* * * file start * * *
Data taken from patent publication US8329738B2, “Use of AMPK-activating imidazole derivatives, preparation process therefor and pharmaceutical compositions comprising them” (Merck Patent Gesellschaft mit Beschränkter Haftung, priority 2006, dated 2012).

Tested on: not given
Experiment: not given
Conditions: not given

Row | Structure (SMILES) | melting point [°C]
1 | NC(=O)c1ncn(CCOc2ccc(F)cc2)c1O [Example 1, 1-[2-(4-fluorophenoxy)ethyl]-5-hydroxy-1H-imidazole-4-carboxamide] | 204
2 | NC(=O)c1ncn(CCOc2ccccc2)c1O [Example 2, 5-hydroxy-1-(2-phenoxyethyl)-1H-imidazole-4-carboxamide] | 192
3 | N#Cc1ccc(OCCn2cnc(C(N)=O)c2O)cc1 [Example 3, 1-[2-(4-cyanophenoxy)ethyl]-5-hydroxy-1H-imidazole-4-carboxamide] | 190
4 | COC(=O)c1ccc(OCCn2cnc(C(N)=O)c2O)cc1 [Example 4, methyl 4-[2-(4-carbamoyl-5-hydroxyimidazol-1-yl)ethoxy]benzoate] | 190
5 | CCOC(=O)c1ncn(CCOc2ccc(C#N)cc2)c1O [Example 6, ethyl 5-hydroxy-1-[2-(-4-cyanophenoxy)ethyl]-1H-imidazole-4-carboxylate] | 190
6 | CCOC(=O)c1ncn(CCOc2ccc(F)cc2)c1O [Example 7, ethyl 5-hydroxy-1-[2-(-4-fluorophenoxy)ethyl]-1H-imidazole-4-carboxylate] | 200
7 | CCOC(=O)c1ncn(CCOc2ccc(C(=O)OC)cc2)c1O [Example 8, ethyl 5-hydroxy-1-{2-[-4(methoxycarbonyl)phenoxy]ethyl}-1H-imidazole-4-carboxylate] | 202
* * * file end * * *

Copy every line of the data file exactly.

Data taken from patent publication US8329738B2, “Use of AMPK-activating imidazole derivatives, preparation process therefor and pharmaceutical compositions comprising them” (Merck Patent Gesellschaft mit Beschränkter Haftung, priority 2006, dated 2012).

Tested on: not given
Experiment: not given
Conditions: not given

Row | Structure (SMILES) | melting point [°C]
1 | NC(=O)c1ncn(CCOc2ccc(F)cc2)c1O [Example 1, 1-[2-(4-fluorophenoxy)ethyl]-5-hydroxy-1H-imidazole-4-carboxamide] | 204
2 | NC(=O)c1ncn(CCOc2ccccc2)c1O [Example 2, 5-hydroxy-1-(2-phenoxyethyl)-1H-imidazole-4-carboxamide] | 192
3 | N#Cc1ccc(OCCn2cnc(C(N)=O)c2O)cc1 [Example 3, 1-[2-(4-cyanophenoxy)ethyl]-5-hydroxy-1H-imidazole-4-carboxamide] | 190
4 | COC(=O)c1ccc(OCCn2cnc(C(N)=O)c2O)cc1 [Example 4, methyl 4-[2-(4-carbamoyl-5-hydroxyimidazol-1-yl)ethoxy]benzoate] | 190
5 | CCOC(=O)c1ncn(CCOc2ccc(C#N)cc2)c1O [Example 6, ethyl 5-hydroxy-1-[2-(-4-cyanophenoxy)ethyl]-1H-imidazole-4-carboxylate] | 190
6 | CCOC(=O)c1ncn(CCOc2ccc(F)cc2)c1O [Example 7, ethyl 5-hydroxy-1-[2-(-4-fluorophenoxy)ethyl]-1H-imidazole-4-carboxylate] | 200
7 | CCOC(=O)c1ncn(CCOc2ccc(C(=O)OC)cc2)c1O [Example 8, ethyl 5-hydroxy-1-{2-[-4(methoxycarbonyl)phenoxy]ethyl}-1H-imidazole-4-carboxylate] | 202